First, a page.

The world's top five consumers of ice cream in order: United States of America, New Zealand, Denmark, Australia, Belgium/Luxembourg.
The love for ice cream has been around for many centuries. Alexander the Great enjoyed snow and ice flavored with honey and nectar. Biblical references also show that King Solomon was fond of iced drinks during harvesting. During the Roman Empire, Nero Claudius Caesar frequently sent runners into the mountains for snow, which was then flavored with fruits and juices.
Over a thousand years later, Marco Polo returned to Italy from the Far East with a recipe that closely resembled what is now called sherbet. "Cream Ice," as it was called, appeared regularly at the table of Charles I during the 17th century. It wasn't until 1660, though, that ice cream was made available to the general public. The first advertisement for ice cream in US appeared in the New York Gazette on May 12, 1777, when confectioner Philip Lenzi announced that ice cream was available "almost every day." Records show that President George Washington spent approximately $200 for ice cream during the summer of 1790. President Thomas Jefferson was said to have a favorite 18-step recipe for an ice cream delicacy that resembled a modern-day Baked Alaska.
Around 1800, ice houses were invented. Ice cream in America soon became a manufacturing industry, pioneered in 1851 by a Baltimore milk dealer named Jacob Fussell. Like other American industries, ice cream production increased because of technological innovations, including steam power, mechanical refrigeration, the homogenizer, electric power and motors, packing machines, and new freezing processes and equipment. Due to ongoing technological advances, today's total production of frozen dairy and ice cream in US is more than 1.6 billion gallons.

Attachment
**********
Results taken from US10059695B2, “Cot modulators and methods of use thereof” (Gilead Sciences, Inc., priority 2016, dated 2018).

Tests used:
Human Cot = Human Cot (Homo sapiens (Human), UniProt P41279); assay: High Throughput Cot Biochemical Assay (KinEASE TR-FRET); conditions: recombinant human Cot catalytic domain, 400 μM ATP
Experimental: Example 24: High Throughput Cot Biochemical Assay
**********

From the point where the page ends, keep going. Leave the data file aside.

Ice cream became an edible morale symbol during World War II. Each branch of the military tried to outdo the others in serving ice cream to its troops. In 1945, the first "floating ice cream parlor" was built for sailors in the western Pacific.
In the 1940's through the '70s, ice cream production was relatively constant in the United States. As Ice cream in US was sold through supermarkets, traditional ice cream parlors and soda fountains started to disappear. Specialty ice cream stores and unique restaurants that feature ice cream dishes have surged in popularity.
It almost seems pointless, to say that today ice cream doesn't have to be considered simply as a voluptuous food category, a treat for children, or simple refreshment good for temporarily cooling you off in the summer heat, but as a complete food which has no contra-indications.
The greatest year-round ice cream consumers are North American countries. Per-capita consumption of ice cream in US is slightly higher than France and Germany. Thanks to the fact that ice cream is offered in so many flavors and is presented in such a pleasant manner, it remains one of the favorite frozen treats not only in the US, but all around the world.